May 27, 2016
Preparing the Plants for Skylands
For me, every Memorial Day weekend signals a significant change of seasons. It is traditionally the weekend I go to Maine, to my home called Skylands, to plant the outdoor urns, pots and planters. I take more than 100 tropical and exotic plants from my Bedford, New York farm to fill the many pots there for summer enjoyment.
This week, my outdoor grounds crew worked hard to prepare the plants heading north for the season. It’s a tedious task, but well worth the effort to see the Skylands terraces full of color and plant life once again. Enjoy the photos…
1 Before I leave for Skylands, I carefully go through the plants that have wintered in the greenhouses and select those that will spend the summer in Maine.
2 Wilmer and Dawa take out the plants I usually send north for the season and line them up outside where I can see them once I return home.
3 I like to take palms, ferns and succulents in various sizes to fill the many pots I have at Skylands.
4 Wilmer wheels out a large and beautiful fern - any plants that go are loaded onto a trailer and driven up the day before I arrive.
5 To carry some of the heavier plants, Dawa and Wilmer use this handy PotLifter. It comes from Gardener's Supply Company and can carry pots up to 200-pounds. It's easy to use - just place the pot within the support straps. http://www.gardeners.com
6 And lift up - the straps grip securely onto the pot and the handles make it much easier to carry.
7 Dawa and Wilmer can now lift the pots with ease.
8 This week has been pretty warm here in the Northeast - temperatures have been in the high 80s. Once the plants were outside, Wilmer gave them all a good drink.
9 In the citrus greenhouse next to my Equipment Barn, I also keep agaves, and a collection of alocasia and colocasia - many of these will go up to Maine for the summer as well.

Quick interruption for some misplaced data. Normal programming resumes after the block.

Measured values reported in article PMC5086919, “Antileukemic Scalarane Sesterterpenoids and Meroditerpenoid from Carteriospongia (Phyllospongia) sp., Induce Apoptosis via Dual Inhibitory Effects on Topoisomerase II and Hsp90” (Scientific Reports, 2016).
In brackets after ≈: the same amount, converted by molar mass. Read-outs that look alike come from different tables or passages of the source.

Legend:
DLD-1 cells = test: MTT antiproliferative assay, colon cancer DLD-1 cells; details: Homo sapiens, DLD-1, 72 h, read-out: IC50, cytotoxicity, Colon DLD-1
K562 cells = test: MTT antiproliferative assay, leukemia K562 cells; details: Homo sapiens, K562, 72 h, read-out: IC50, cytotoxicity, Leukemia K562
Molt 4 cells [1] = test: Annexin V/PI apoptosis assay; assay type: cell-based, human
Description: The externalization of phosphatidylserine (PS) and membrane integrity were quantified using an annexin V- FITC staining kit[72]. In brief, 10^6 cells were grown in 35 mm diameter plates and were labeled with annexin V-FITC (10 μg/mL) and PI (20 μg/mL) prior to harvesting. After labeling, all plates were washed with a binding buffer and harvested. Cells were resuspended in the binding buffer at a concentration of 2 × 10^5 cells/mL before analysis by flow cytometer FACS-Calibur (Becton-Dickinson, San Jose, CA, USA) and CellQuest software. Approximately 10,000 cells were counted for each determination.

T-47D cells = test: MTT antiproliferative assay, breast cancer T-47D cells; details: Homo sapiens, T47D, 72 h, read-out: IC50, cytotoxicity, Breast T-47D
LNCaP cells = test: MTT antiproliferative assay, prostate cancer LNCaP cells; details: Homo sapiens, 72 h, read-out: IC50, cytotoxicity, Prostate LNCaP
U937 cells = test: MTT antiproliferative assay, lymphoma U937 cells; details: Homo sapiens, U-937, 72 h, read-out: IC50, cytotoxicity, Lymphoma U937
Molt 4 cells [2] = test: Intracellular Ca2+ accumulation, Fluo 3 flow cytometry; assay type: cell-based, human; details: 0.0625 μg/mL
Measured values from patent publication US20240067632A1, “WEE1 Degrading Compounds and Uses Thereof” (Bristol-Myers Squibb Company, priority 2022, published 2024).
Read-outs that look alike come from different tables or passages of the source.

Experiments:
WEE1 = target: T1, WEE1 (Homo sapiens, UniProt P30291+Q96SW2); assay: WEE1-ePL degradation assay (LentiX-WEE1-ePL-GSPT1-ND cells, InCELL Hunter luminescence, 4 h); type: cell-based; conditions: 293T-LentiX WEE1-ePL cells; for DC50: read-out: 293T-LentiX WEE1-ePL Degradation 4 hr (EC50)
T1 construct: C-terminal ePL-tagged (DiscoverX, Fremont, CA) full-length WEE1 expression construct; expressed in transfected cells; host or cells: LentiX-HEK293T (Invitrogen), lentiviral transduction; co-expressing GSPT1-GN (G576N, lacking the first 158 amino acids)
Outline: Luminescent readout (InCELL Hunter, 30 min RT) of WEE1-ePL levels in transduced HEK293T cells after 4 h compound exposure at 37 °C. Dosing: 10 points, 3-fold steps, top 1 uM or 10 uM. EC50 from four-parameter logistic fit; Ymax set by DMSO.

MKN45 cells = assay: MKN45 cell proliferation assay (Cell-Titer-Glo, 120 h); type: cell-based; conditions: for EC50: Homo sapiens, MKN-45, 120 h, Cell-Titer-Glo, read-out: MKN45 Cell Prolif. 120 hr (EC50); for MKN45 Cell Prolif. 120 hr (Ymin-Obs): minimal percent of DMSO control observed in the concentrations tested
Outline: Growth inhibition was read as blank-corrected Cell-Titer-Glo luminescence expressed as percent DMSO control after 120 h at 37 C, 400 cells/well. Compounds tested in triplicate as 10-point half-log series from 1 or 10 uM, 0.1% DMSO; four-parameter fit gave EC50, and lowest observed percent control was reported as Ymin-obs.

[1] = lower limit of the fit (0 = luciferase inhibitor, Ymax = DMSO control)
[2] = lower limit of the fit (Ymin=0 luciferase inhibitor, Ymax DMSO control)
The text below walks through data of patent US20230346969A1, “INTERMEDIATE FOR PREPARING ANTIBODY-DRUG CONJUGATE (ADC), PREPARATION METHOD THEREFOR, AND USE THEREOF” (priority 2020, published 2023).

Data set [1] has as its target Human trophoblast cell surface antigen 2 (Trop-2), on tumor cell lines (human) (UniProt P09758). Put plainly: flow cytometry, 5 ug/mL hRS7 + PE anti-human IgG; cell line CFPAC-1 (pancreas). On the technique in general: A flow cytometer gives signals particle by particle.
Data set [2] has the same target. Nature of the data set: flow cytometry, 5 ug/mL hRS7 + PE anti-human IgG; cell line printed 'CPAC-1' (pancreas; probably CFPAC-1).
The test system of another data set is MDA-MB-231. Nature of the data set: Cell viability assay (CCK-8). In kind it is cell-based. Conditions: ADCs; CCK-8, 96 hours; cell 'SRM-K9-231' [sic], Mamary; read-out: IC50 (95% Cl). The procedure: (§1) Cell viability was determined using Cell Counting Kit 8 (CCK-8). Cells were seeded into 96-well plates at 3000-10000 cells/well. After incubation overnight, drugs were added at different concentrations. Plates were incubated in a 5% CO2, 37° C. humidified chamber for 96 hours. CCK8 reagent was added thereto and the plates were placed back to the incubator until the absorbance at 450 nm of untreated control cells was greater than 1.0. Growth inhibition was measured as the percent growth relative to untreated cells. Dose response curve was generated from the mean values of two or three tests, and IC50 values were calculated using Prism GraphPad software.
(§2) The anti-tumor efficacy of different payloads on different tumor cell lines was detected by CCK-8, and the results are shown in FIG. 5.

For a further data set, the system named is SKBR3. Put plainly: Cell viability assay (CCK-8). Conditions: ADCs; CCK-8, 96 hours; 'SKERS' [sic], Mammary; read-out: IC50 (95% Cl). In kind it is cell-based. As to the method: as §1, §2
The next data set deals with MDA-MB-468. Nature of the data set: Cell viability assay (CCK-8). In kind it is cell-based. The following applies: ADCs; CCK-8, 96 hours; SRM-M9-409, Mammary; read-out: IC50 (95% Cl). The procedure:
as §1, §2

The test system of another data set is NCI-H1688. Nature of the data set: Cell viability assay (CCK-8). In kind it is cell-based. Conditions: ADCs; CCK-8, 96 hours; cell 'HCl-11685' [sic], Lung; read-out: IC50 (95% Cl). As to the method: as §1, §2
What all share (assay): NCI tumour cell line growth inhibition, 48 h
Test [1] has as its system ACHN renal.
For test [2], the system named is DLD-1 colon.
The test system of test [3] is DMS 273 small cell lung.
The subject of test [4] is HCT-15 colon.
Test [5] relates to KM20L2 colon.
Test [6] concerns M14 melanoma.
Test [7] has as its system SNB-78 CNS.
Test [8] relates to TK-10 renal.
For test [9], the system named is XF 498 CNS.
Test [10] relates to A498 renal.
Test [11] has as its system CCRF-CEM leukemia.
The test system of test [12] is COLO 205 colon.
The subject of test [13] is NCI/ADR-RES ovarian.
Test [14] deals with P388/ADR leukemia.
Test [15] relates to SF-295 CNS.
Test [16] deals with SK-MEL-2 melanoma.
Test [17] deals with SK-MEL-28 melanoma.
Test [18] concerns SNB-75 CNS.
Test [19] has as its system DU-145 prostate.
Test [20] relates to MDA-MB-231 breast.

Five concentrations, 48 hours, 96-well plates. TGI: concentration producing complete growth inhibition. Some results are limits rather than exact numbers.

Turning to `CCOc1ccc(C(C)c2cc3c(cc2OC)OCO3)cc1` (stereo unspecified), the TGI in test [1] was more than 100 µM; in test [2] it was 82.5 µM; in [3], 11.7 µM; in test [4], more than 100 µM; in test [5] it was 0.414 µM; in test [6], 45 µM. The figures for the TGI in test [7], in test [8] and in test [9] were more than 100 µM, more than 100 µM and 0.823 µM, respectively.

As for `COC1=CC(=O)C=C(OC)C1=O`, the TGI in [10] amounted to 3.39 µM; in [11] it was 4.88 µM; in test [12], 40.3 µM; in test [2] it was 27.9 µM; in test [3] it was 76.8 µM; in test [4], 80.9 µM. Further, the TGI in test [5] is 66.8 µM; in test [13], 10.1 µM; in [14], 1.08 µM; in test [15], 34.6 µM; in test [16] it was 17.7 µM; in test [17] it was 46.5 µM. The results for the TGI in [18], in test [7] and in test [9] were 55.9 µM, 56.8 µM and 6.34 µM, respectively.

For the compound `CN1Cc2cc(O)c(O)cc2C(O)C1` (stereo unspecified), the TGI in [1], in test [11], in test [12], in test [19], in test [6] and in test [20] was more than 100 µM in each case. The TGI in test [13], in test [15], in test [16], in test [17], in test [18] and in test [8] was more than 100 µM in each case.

10 Dawa carefully lines the potted plants outside. These Alocasia plants are dormant during colder months, but they all come back with their impressive and stunning leaves in spring.
11 Early the next morning, the big trailer is set-up for loading.
12 I placed flags in all the pots I wanted to be packed in the trailer. Agaves are so beautiful, but be sure to keep them in low traffic areas, as their spikes can be very painful. And always wear gloves and eye protection when dividing because the sap can burn.
13 It is a tedious task, but the crew has done this every spring for several years, so they are experts at packing the plants onto the trailer.
14 Larger potted plants are loaded first.
15 And then carefully positioned and secured on the floor of the trailer.
16 Once all the larger potted plants are packed and secured, Wilmer and Dawa put in a wooden shelf specially made for this vehicle.
17 It slides right into place, so smaller items can be safely loaded and secured on top - so far, so good.
18 Next, all the flagged agaves and Alocasias are loaded onto the trailer.
19 The most critical factor in moving houseplants is temperature. Avoid prolonged exposure to heat or cold, with temperatures below 35 degrees Fahrenheit or higher than 95-100 degrees Fahrenheit.
20 I love this large, beautiful and bright Alocasia, or more commonly referred to as elephant ear because of the huge green leaves that closely resemble the ears of an elephant. Most Alocasia plants prefer high humidity and grow larger faster in humid conditions.
21 Chhiring secures some of the larger pots with tie-downs for added stability during the long ride.
22 Smaller plants from the main greenhouse are brought to the trailer for loading.
23 These plants will sit on the upper shelf.
24 Wilmer packs the smaller pots very carefully to prevent any injury to the plants.
25 Long pieces of wood are temporarily screwed to the wooden shelf for added security.
26 Everything fit perfectly. I can't wait to do some spring gardening up in Maine.
27 All set and ready to go!